My ears have been burning: Michael Eric Dyson’s philippic directed at Cornel West, published a few days ago at the website of The New Republic, echoes much of my grumbling and gnashing of teeth in this column back in late 2009, following the publication of Brother West, an “as told to” autobiography. Dyson now calls that volume “an embarrassing farrago of scholarly aspiration and breathless self-congratulation” -- quite an astute characterization, if I say so myself.
The New Republic article is the most public and substantial (or at least sustained) phase of a conflict that began late in President Obama’s first term. Until then, the West-Dyson relationship was close -- practically symbiotic. A professor of philosophy at Union Theological Seminary, West is also an emeritus professor at Princeton University, where in the early 1990s he served on the dissertation committee for Dyson, who is a professor of sociology at Georgetown University. In 1995 -- when a string of articles appearing in The Atlantic, The New Yorker and other high-profile venues identified them as members of a new cohort of black public intellectuals -- West and Dyson still had what was clearly a mentor-protégé relationship, and their dialogue tended to be, as Adolph Reed Jr. put it in a blistering essay at the time, “a publicist’s delight, a hyperbolically log-rolling love fest.”
The mutual-admiration arrangement lasted until sometime near the end of the first Obama administration, when West turned up the heat on his criticisms of the president as (among other things) a “black mascot of Wall Street oligarchs” and “the head of the American killing machine.” A number of black liberals took issue with West’s hard left turn. But it was Dyson’s defenses of the president that seemed especially to rankle West. In August 2013, West singled out Dyson by name as one of the people “who’ve really prostituted themselves intellectually in a very ugly and vicious way.”
Similar pleasantries followed. Dyson’s response was muted until earlier this month, when he made some not very subtle allusions to West at a meeting of the National Action Network, the civil rights organization founded by Al Sharpton. “Be honest and humble in genuine terms,” Dyson said, “not the public performance of humility masquerading a huge ego. No amount of hair can cover that.” His more expansive remarks in print run to more than 9,000 words, accompanied by a drawing in which West appears to have a very bad case of dandruff.
One assessment now making the rounds is that it’s a lamentable case of the white establishment turning two formidable African-American minds against one another when otherwise they might be uniting against all that merits ruthless critique. I doubt a more inane judgment is possible. A pretty thoroughgoing ignorance of African-American intellectual history would be required to assume that black thinkers can’t or won’t do battle without there being some Caucasian fight promoter involved. Richard Wright never entirely recovered from James Baldwin’s essay “Everybody’s Protest Novel.” The great but long-neglected black sociologist Oliver C. Cox was scathing about the work of his colleague E. Franklin Frazier.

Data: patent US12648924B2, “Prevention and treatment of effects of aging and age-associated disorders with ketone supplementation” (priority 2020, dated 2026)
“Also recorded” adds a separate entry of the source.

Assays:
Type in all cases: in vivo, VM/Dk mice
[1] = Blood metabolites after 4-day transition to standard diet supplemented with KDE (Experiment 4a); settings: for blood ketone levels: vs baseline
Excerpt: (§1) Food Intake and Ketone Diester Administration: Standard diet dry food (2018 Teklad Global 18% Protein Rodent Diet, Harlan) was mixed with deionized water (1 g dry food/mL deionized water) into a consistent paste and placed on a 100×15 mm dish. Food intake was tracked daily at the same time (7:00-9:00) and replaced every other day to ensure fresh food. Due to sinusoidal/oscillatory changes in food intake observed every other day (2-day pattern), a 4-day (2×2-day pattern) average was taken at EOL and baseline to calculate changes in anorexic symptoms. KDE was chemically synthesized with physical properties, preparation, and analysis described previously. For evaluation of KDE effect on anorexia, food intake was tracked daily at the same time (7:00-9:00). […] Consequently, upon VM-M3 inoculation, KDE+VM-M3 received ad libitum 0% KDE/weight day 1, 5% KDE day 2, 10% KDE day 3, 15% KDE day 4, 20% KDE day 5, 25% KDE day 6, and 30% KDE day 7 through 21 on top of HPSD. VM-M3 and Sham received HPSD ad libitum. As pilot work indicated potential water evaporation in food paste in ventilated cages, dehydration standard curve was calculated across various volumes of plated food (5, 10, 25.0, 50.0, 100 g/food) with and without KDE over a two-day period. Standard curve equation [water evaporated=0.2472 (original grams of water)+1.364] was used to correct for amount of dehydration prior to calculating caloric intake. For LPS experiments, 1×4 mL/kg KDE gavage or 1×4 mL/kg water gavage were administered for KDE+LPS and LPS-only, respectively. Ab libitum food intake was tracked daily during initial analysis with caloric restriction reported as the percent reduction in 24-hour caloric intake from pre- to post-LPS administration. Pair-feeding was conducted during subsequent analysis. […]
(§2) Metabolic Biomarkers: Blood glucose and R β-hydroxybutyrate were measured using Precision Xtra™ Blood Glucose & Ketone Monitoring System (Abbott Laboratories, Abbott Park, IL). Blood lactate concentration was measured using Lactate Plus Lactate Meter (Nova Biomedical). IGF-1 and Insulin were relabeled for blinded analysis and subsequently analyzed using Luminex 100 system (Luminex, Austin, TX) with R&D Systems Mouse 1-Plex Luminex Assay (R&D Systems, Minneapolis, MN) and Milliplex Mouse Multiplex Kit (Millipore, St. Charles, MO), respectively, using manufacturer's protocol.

Such conflicts can be psychobabbled into meaninglessness, of course. Cox’s remarks were attributed to jealousy (Frazier became the first African-American president of the American Sociological Association in 1948, the same year Cox published his overlooked masterpiece Class, Caste, and Race) while Baldwin’s critique of Wright seems like a perfect example of the Oedipal conflict between authors that Harold Bloom calls “the anxiety of influence.” And yes, the ego will take its revenge, given a chance. But real differences in understanding of American society or the role of the artist were involved in those disputes. Those who profess to favor a vigorous intellectual life, and yet deprecate polemic, want crops without plowing up the ground.
But in moving from Baldwin/Wright and Cox/Frazier to Dyson/West, we descend a hundred miles in conceptual altitude. The earlier debates are still interesting to revisit, while the sooner we forget this one, the better. For at issue here are not ideas or principles but questions of demeanor and attributions of motive. It is the way celebrities feud.
My complaint of a few years ago was that Brother West treated intellect as little more than grounds to earn a backstage pass to meet famous people. It was frustrating and dismaying, and the passing of time has not made anything better: I find myself in the awkward and disagreeable position of agreeing with West’s opinions about Obama (and so concurring with Dave Zirin’s criticism of the New Republic article) while growing even more disappointed with West’s sense of priorities.
He hasn’t returned to philosophy or social analysis. He appears content with what I’ve come to think of as “that speech Cornel West always gives.” It is a set list of standard references, sparkling and variously arranged, like the bits of colored glass in a kaleidoscope:
“Coltrane and Chekhov, Foucault and Funkadelic. Du Bois wore a three-piece suit like this one. Structural inequality; the Panthers sold their paper near Yale when I was a student there; applause-winning mention of Larry Summers and/or Spike Lee. Quotation(s) from my dear brother _______ [famous philosopher or performer]. Nihilism is bad, bluesman of the mind; keep hope alive.”